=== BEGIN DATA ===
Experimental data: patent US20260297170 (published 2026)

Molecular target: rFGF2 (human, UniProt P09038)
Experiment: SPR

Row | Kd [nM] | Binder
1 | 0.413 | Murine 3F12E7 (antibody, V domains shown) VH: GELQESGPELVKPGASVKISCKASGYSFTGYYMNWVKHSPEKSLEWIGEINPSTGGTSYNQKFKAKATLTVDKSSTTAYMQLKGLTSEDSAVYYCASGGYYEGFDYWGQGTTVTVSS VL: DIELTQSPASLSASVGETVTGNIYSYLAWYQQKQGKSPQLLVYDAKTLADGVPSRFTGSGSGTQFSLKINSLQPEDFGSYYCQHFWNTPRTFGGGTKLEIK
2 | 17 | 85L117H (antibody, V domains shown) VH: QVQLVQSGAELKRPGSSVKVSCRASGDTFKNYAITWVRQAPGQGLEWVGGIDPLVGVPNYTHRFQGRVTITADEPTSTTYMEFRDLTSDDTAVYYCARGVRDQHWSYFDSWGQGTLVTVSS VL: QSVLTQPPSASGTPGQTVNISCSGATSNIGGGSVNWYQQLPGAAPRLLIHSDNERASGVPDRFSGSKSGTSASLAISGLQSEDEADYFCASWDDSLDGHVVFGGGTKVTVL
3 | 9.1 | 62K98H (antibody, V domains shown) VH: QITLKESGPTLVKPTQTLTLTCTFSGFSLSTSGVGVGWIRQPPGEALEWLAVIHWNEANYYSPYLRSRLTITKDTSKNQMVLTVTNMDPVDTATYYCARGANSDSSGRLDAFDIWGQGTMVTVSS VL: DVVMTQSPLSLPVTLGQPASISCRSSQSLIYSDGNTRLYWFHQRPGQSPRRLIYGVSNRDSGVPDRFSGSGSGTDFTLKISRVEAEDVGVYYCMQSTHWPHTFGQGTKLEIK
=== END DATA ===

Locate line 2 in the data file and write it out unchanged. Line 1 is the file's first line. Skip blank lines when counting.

Molecular target: rFGF2 (human, UniProt P09038)